Christmas is full of surprises, and I don't just mean the presents.
I have talked with a number of people lately, and read a few posts on Facebook, and I have found out that lots of people choose to not "do" Santa with their children.
I can honestly say, I was a bit shocked. It never even occurred to me to not "do" Santa at my house. My parents did it. Pretty much everyone I know does it. I will do it too. And I guess that is exactly how cultural influence works, y'all.
Of course these people gave their reasons for leaving Santa out of their holiday plans. Many didn't like to lie. Many didn't want to disappoint their children when the truth came out. I admire their conviction. They can choose to celebrate how ever they see fit.
BUT, (you knew there was one coming, didn't you) I still feel totally comfortable with Santa being part of our Christmas tradition. I want to explore why here on this lovely computer screen and then be on my merry (Ha!) way.
1. Reason One: We don't want our children to be devastated when they find out the truth.
Devastated??? Really? I just don't see this happening. I doubt my children with need therapy over Santa, or the lack of him.
I still remember when I found out. I was in third or fourth grade (I am not ashamed that I was kinda old. Good for me for having a childhood.) and I was reading a Parents magazine. Yes, I loved to read and read everything. I am sure I had just finished my Babysitters Club and moved on to the next thing of print I saw. I read something that referred to Santa and his other friends, the Easter Bunny and Tooth Fairy, as a myth. I asked my mom what myth meant. There you go. Truth hit. And I was totally ok.
2. Reason Two: We don't want to lie to our children.
This has a little more merit, in my opinion, than reason one. I don't thinking lying to children is right, either. I don't put up toys that I don't want my kids to play with and say they are "broken". I say, "I don't want you to play with this." I don't tell my kids the candy is gone when it's not or that Dora isn't on when she is.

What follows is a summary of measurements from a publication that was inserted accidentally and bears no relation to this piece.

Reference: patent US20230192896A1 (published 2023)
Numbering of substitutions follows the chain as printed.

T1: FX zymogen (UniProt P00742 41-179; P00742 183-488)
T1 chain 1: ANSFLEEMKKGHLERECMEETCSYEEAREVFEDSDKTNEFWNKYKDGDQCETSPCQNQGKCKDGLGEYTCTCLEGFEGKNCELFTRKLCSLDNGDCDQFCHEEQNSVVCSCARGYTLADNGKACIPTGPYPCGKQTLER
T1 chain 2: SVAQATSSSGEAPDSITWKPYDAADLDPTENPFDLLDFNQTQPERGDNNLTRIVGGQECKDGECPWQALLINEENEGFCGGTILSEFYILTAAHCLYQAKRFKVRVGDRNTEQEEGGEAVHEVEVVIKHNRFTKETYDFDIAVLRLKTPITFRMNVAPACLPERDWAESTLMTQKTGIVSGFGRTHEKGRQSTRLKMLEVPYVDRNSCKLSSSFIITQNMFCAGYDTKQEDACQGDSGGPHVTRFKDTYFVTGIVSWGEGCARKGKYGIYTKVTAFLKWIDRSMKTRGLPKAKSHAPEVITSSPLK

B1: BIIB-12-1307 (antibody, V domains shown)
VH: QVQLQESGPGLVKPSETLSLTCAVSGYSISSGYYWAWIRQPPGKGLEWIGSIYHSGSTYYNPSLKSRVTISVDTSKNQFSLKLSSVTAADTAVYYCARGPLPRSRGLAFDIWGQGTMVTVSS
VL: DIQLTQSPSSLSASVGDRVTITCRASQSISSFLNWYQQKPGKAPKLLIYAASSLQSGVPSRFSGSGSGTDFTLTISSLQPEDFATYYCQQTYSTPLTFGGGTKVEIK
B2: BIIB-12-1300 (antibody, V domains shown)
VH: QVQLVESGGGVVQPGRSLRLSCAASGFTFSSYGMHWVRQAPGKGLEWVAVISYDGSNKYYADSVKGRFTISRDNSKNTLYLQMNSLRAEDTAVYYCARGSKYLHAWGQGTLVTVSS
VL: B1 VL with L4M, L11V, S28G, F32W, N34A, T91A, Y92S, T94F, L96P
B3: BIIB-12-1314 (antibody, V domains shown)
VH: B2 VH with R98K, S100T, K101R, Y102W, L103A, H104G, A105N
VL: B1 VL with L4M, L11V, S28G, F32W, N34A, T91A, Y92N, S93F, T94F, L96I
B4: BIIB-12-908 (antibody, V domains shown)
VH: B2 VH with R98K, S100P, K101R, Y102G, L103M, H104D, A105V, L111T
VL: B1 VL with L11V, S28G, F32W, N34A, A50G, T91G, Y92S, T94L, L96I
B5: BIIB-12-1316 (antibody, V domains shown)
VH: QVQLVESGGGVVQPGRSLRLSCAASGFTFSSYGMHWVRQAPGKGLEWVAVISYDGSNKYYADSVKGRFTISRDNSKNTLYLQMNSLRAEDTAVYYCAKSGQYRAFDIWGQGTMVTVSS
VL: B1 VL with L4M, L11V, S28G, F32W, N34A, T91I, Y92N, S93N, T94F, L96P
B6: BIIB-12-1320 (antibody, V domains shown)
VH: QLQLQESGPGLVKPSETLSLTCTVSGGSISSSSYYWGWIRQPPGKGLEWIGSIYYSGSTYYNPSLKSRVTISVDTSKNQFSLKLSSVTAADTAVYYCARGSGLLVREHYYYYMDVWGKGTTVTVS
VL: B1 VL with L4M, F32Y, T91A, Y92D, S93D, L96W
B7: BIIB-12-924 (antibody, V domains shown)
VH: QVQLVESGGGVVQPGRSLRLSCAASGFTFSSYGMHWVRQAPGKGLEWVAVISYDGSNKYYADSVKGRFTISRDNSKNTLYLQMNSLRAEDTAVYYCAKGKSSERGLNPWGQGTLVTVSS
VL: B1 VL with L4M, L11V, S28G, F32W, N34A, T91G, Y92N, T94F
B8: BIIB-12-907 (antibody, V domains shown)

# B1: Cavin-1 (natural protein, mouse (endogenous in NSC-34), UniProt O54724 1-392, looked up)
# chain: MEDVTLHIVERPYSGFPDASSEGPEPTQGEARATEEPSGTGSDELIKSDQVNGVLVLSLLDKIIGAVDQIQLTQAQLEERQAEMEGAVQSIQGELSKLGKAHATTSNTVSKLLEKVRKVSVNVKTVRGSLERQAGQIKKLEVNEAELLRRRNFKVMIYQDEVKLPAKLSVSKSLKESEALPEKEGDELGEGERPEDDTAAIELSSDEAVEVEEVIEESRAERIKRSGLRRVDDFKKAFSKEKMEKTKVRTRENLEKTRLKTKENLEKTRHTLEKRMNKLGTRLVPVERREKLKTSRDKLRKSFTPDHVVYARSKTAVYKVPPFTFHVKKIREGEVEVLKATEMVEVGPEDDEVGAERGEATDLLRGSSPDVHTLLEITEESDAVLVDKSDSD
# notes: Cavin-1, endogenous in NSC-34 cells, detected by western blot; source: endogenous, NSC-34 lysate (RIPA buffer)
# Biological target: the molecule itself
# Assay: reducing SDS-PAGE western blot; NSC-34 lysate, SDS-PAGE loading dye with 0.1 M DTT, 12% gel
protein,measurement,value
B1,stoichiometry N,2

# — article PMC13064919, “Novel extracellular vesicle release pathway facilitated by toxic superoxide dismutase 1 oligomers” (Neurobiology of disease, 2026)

Something about Santa doesn't seem like a lie to me. It seems like tradition, culture, and childhood. It's like when little kids really think puppets are talking. Or how my daughter thinks the ladies we saw at Disneyland are the REAL princesses.
Too often we rush children into reality, into being practical, into being adults. I want the wonder to go on.
3. Reason Three: We want to have all the focus on the real meaning of Christmas, the birth of Jesus.
By far, the best reason. This really made me stop and think about my calendar of events this December. It made me look around my home and see what I showcase as important during the holiday season.
I'm just not sure it has to be a Santa vs. Jesus mentality. Santa started as a real man, St. Nicholas. He loved. He gave to the poor. He cared for "the least of these". He did exactly what Jesus called us to do.
Santa, today, can be a fun bonus and Jesus can truly be the focus. Santa can be used to promote giving and caring for others. I think children follow our lead about what is the most important thing. They will celebrate what we celebrate and love what we love.
That being said, I need to spend some time getting my heart ready for the Christmas season.
I need to take the time to really remember that the God of the Universe came down as a baby, in a barn, born to a woman who was probably half my age.
That this birth is what gives me my hope. It is what saves me from death.
That the greatest gift is nothing that Santa will bring. The greatest gift came two-thousand years ago.